“God loves a cheerful giver” is from an addition to Proverbs 22:8 in the Septuagint (“God blesses a cheerful and giving person”). The term rendered “cheerful” often applied in Jewish texts to gifts for the poor. And then Proverbs 22 goes on
Proverbs 22 9 The generous will themselves be blessed, for they share their food with the poor.
God loves a cheerful giver! So be generous.
3. God blesses us so that we can bless others
8 And God is able to bless you abundantly, so that in all things at all times, having all that you need, you will abound in every good work.
God does not bless us so that we can have too much. God blesses us so that we will have as much as we need, but then more which we don’t need so that we can pass on to others who do need it.
Actually last week the example of the Macedonians gave us an extension to that principle.
2 Corinthians 8 3 For I testify that they gave as much as they were able, and even beyond their ability.
The challenge is to give more than we can spare. It is probably better to recognize that it is not generosity to give from what we won’t miss anywhere. True Christian generosity is giving more than we can spare. God blesses us so that we can be generous.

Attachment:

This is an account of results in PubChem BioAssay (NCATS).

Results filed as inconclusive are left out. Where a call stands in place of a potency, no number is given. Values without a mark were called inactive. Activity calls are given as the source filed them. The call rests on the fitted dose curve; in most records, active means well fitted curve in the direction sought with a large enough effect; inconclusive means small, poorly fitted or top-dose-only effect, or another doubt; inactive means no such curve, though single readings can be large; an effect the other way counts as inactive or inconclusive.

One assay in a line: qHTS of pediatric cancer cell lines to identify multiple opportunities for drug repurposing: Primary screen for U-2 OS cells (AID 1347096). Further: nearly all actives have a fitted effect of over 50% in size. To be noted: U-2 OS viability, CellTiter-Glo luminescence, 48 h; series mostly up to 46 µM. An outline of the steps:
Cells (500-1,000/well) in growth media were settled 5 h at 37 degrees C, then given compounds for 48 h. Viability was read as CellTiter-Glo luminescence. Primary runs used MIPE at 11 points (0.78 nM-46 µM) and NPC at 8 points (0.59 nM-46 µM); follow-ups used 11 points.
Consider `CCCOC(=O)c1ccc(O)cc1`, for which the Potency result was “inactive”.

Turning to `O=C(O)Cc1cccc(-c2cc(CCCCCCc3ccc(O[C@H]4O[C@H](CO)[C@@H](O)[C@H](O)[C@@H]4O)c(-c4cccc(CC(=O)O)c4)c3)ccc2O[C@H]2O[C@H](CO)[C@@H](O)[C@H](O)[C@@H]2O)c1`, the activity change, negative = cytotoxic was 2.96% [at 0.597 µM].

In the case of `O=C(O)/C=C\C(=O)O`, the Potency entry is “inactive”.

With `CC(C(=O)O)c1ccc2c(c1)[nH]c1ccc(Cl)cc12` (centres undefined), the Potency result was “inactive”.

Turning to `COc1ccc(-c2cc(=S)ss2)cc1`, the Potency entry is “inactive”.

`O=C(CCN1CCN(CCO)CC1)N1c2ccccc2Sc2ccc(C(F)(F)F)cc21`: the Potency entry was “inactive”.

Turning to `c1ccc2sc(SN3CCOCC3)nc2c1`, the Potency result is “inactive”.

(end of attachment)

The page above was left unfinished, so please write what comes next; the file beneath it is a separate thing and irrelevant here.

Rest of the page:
4. Generous giving to the poor brings everlasting blessings
9 As it is written:
‘They have freely scattered their gifts to the poor; their righteousness endures for ever.’
That quote from Psalm 112:9 is talking about the generosity of righteous people towards the poor. God’s blessings on such people endure for ever. Paul then builds on that idea.
5. If we are generous God will help us always to be generous
10 Now he who supplies seed to the sower and bread for food will also supply and increase your store of seed and will enlarge the harvest of your righteousness. 11 You will be enriched in every way so that you can be generous on every occasion, and through us your generosity will result in thanksgiving to God.